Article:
This unit ships with two Pari LC Sprint nebuilzers that are good for six months. Pari also provides a sticker indicator that will let you know when six months is up. To make it easy on myself I replace mine in January and July every year. I have two in use at a time so I always have one at home and one wherever else I happen to be.
If you or a family member has serious asthma like myself and you’re getting tired (pun intended) of dragging that giant compressor around I highly recommend getting something more portable. General complaints I’ve heard and read about other hand-held models are noise levels and lack of air pressure creating a longer wait to complete a treatment. I’ve had neither issues with the Trek S. I’ve used this many times on airplanes where variations in the cabin pressure make it difficult for me to breathe, in cars, outdoors, indoors and anywhere else I happen to find myself.
Amazon used to have several vendors selling this, but they happen to only have one for sale at the moment. If you’re interested in getting the deluxe package with the car adapter and the battery pack, I’d suggest trying JustNebulizers.com. This is where I purchase all of my Pari LC Sprint nebulizers, filters, tubing, etc. There was one time I had a slight glitch in my order and they fixed it for me immediately. They also email coupons and sales periodically so you can get a good deal on whatever you’re buying.
When I was in high school there was an English teacher who was really into Julius Ceasar by Shakespeare. She did this whole “beware the ides of March” thing trying to prank other teachers. I think it was my senior year that a biology teacher left a dissection tray with eyeballs on it and a note saying, “BEWARE THE EYES OF MARCH.”
I kind of forgot about the whole mid-March thing until a few years ago when I started getting sick every March. This is the also the time of year allergy seasons start because winter is usually slipping away and trees are starting to pollinate. The first time I wasn’t feeling so great and coughing a fair amount. Out of no where I coughed up some blood. My wife has this rule that if I cough up blood I HAVE to go to the hospital. I ended up missing a work trip and staying home a few days recovering.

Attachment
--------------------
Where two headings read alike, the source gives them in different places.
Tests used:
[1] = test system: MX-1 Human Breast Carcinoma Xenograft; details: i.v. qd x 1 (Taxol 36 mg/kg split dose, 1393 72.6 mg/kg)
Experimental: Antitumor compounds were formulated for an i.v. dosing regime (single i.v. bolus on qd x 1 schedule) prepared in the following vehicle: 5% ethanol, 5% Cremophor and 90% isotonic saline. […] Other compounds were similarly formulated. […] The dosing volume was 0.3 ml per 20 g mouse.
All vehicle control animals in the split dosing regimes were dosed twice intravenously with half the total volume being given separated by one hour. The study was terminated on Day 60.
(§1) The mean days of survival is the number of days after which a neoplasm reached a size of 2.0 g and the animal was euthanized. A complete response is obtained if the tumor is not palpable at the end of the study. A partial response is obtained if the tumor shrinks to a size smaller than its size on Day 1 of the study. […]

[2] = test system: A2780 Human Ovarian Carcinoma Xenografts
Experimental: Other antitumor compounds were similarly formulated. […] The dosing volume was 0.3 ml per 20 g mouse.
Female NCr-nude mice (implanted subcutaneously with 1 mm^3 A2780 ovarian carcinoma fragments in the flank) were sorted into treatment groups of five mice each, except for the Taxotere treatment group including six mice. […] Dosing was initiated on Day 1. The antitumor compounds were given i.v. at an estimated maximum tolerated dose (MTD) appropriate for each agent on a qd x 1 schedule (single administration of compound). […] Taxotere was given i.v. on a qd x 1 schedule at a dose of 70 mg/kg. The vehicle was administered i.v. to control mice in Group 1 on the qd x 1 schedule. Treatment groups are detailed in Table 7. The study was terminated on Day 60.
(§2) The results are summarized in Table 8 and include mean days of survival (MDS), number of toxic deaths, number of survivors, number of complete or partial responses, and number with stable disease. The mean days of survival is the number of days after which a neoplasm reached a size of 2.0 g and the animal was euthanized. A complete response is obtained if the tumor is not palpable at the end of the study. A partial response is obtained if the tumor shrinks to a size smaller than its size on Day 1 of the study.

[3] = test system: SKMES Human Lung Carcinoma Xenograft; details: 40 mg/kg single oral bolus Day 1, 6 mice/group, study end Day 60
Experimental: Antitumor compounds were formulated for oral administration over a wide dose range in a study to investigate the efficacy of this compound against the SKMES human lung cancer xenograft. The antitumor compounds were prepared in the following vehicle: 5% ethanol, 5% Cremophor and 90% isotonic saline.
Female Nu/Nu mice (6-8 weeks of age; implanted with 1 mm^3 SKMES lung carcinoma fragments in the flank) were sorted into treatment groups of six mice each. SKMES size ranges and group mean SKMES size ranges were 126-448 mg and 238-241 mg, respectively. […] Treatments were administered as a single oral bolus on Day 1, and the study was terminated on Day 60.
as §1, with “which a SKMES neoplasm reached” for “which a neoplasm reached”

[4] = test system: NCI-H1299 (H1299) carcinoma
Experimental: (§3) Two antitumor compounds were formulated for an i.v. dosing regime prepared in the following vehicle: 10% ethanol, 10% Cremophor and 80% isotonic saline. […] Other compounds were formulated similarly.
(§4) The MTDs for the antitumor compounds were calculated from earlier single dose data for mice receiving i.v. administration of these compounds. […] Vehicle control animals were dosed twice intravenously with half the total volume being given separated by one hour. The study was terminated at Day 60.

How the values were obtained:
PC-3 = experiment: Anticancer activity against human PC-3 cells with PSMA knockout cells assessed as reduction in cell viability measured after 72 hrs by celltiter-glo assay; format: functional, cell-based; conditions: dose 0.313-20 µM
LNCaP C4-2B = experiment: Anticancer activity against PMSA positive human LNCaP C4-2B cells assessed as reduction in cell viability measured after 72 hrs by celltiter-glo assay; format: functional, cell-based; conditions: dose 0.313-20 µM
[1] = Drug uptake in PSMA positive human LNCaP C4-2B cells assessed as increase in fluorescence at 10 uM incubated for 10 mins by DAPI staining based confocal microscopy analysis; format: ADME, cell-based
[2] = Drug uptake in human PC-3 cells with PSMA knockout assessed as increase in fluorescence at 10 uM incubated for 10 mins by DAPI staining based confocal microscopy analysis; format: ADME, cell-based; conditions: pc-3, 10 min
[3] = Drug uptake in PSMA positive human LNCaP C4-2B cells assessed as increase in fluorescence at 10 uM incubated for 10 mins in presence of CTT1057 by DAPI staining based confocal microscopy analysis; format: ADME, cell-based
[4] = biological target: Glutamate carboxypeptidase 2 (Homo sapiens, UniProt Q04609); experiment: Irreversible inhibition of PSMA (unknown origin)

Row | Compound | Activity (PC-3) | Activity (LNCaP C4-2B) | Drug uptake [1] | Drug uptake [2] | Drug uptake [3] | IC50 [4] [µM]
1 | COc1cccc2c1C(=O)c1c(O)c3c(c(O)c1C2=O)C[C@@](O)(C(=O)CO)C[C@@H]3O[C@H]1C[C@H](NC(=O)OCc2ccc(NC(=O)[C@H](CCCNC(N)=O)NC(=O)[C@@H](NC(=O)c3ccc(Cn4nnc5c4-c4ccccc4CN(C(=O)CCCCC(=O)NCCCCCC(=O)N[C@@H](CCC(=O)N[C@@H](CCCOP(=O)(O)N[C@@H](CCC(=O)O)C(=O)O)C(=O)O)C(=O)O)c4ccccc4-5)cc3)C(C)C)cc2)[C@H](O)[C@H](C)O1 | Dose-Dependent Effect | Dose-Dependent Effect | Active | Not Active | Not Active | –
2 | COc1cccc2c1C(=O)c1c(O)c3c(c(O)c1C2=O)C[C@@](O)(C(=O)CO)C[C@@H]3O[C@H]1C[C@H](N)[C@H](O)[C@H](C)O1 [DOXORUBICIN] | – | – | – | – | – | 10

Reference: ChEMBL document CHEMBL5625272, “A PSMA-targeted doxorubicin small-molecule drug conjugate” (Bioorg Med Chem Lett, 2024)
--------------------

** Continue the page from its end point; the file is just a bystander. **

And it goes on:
Last year I came home early from a workout at the gym because I was having some weird chest pains when exerting myself. Not too long after I started coughing profusely and was coughing up mouthfuls of blood for the next 30 minutes or so. Another trip to the hospital and another few days spend at home trying to recover.
This year I “almost” came down with bronchitis. I spent the better part of a week hanging out at home watching my oxygen saturation levels dip below 90% and trying to decide how I’d get to the hospital if I needed to. Maybe there is something to this whole Ides of March thing because this always happens to me between the 14th and 16th of March. That old soothsayer wasn’t so crazy after all and if nothing else, I can say I have something in common with Doc Holiday.
I think I first started blogging in 2004. I quickly started following all the major hitters in the vlog world and started three blogs of my own. I was excited and ambitious to share my thoughts with the world, but I think most of it was due to me living on my own and not having many people to talk to. I eventually slowed down to two blogs where I rambled on about personal stuff and wrote movie reviews. Over the years it seems like I can only have so many simultaneous, creative projects on the side so the blogging has come and gone. The past year I haven’t done much at all due to some health problems, but things are looking up and I’d like to get back into writing.
Back in May I decided I wanted a pulse oximeter handy just to check my oxygen saturation. Often times I would feel absolutely awful and this is one way I could track symptoms. This was before I had been diagnosed with severe obstructive apnea, and was something that could help me tell my doctors my oxygen levels drop when lying down a certain way.
So where to start….I decided to go to Amazon and look to see what they had. If you’ve ever had your oxygen tested in the hospital or at a doctor’s office, there’s a good chance a handheld device was used. These cost about $400-$500 and aren’t something most people buy to use at home. You can get the smaller devices that just clip onto your fingertip for much less. They start around $20 and range up to $200 or more.
I looked around, found one between $20-$30 and saw that it had decent reviews on Amazon. By decent I mean it had a 4 out of 5 stars. Usually this isn’t too bad. I read some of the bad/poor reviews and saw some were pissed off with the device. I’m used to purchasing computer parts and other electronics and you always see these reviews. I didn’t think much of it and purchased the CMS50L Pulse Oximeter. Even though it wasn’t the best thing out there, I thought for $20 I couldn’t go wrong.
The device arrived in the mail and seemed to work great. It takes two AAA batteries, and would be easy to replace. Whenever Liz tried the device out, it showed her at 98 or 99%. When I tried it out I would be anywhere from 90 to 97%. This made complete sense because of how I was doing at the time. I did notice it always started out at 97%, and often eventually got there, but I didn’t think much of it at the time.